Brock Gratz is a fourth-year BFA student and artist. He also acts as an instructor for various organizations and is the current president of the UBC Okanagan’s Anime Club. His experience is far-reaching in both depth and breadth. He is currently based in Kelowna: “I’ve lived in the Kelowna area for about 10 years, and I’m in the fourth year of my BFA in Visual Arts! Outside of that, I have been an instructor for various local organizations, am the current president of UBCO’s Anime Club and one of the organizers working on Kelowna Fan Experience. On the side, I’ve had some success getting works published in Japan and have done some designs for video games. For me family, friends and community are very important, and I am always trying to balance that social aspect with my tendency to isolate and work on projects. Being a student here has really provided some amazing opportunities to socialize and share ideas with like-minded individuals as well as those with very different outlooks, all of which has been a welcome challenge in developing artwork.”
Gratz’s main medium of expression is illustration and animation. But he does dip his toes in a wide range of forms: “I work predominantly in illustration and animation, but I also do stagecraft, sculpture and performance. I enjoy multimedia projects that can incorporate more than one of those elements, so it’s always fun to make things that use some variations on those core ideas! I think my favourite project thus far has to be the arcade machine I built in my third year!”
The work that Gratz makes right now is diverse, but rooted in his passions: “My artwork is very much in line with my professions and interests, it’s imagery and tropes from pop culture(comics, movies, books, animation, video games, etc.) mashed up with painting and sculpture, sometimes some theatrical elements. I like to use those familiar images as a starting point to tell stories or explore ideas, the art usually has some elements of character to it that make it fairly easy to see and access. I’m not big on abstraction or being vague — I want my art to be as high quality as I can make it, but at the end of the day I want the most people possible to "get it" and enjoy it. After all, everything is better when you can experience it with others; I don’t see any point in gatekeeping or being too protective of the experience that comes with art in an age where we are all able to connect to others around the world with the push of a button.”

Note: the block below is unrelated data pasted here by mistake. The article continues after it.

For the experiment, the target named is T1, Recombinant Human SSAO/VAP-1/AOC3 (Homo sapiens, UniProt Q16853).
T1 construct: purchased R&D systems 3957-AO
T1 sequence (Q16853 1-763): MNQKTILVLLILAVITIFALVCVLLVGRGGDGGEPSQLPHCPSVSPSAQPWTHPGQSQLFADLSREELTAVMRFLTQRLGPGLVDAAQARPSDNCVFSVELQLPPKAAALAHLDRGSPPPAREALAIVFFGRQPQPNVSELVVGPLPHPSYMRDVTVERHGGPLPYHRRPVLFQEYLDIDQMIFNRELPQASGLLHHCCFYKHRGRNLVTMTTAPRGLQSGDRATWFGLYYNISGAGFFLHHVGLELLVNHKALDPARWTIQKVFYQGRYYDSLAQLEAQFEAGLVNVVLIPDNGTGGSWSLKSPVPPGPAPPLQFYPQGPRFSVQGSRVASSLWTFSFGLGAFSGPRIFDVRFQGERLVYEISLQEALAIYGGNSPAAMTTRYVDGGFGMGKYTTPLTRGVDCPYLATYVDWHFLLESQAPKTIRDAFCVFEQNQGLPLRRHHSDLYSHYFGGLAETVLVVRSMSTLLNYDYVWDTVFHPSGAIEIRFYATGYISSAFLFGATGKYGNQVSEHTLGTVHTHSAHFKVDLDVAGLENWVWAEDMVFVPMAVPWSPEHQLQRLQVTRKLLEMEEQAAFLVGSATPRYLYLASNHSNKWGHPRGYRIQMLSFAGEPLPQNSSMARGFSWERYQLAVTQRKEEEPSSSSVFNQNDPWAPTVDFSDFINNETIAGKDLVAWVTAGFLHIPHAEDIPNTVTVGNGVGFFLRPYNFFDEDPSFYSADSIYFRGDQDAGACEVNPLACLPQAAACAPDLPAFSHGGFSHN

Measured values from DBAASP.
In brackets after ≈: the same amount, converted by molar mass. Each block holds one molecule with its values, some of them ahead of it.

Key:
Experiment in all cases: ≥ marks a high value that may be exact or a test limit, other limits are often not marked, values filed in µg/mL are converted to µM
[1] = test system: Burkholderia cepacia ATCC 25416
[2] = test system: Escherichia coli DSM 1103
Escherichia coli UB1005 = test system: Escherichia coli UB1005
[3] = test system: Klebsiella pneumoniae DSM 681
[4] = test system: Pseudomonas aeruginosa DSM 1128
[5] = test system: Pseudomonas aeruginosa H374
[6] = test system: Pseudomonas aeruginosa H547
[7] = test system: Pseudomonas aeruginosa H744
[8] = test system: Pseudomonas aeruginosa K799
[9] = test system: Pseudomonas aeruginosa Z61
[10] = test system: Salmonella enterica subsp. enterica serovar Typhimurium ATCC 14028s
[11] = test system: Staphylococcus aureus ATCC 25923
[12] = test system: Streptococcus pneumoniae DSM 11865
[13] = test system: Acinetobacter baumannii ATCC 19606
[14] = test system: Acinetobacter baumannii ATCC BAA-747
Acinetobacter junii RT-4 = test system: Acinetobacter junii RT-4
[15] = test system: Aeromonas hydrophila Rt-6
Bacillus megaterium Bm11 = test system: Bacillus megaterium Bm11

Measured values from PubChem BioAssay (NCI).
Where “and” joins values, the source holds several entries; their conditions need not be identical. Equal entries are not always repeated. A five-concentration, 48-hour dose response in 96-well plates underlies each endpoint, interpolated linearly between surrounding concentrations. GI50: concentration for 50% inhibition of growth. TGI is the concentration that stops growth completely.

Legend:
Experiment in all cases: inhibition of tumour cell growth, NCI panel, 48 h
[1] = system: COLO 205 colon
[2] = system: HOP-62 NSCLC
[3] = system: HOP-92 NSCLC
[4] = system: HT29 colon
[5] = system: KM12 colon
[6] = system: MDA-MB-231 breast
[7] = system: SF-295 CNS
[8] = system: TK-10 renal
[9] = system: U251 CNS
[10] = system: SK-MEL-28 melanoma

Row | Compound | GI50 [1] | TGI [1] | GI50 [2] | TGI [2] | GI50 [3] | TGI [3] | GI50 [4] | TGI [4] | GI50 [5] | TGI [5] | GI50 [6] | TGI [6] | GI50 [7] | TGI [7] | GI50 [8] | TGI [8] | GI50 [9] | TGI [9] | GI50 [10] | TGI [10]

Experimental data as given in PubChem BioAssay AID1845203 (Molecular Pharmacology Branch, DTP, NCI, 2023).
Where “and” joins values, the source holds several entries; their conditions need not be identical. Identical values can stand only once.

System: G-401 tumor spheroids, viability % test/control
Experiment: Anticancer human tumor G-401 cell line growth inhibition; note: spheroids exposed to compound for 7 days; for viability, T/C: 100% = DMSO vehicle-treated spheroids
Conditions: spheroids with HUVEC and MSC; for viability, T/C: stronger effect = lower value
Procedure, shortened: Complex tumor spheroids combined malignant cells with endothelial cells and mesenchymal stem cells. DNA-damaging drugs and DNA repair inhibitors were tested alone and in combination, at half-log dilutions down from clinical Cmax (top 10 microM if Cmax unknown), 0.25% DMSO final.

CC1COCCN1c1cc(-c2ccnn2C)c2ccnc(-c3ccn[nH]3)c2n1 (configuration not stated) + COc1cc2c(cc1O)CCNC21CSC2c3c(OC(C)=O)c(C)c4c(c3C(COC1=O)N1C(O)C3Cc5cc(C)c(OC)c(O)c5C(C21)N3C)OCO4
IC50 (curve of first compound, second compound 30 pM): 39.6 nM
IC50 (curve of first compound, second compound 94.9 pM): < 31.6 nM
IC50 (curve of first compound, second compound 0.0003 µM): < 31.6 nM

Gratz started making work from a very young age: “I started making art very early on, as for the very first things I made? Probably very scribbly and drawn with crayons or something, I’m sure my parents still have some of it around somewhere! Practice makes perfect, and all of us are slowly working towards perfect in whatever we do in life. The more work you put into the process, the more you get out of it!”
His main inspirations include his family as well as other icons in animation/illustration: “My family really helped me get into art, so a good deal of credit is due there. My parents, grandparents, aunts and uncles... They all really helped foster the love of making and I’m very appreciative of that. I really enjoy classical watercolour works and illustrations, as well as the modern-day comics and manga from around the world! Livio Ramondelli, Yukito Kishiro, Sarah Stone, Jack Kirby, et al... There’s an abundance of really talented artists who have made their mark through that medium.”
After graduation, Gratz plans to stay in Kelowna to further pursue his practice: “I’m hoping to stay in Kelowna! Plenty of amazing outlets for artists working in the local industry here, once I finish the last of my program at the start of 2021 I’m aiming to work in animation, marketing/graphic design or art education in the local area. I hope to have enough free time besides to keep working on some neat not-as-profitable stuff on the side though! Crazy, best-case scenario? Be able to publish my own comics and do that as a fulltime job! That's a long-term thing though, and I have no illusions about needing to work my way up to it.”
You can find more of Brock Gratz’s work on his Twitter. He will also be a part of the BFA Year End Show (which is now moving to an online, virtual format).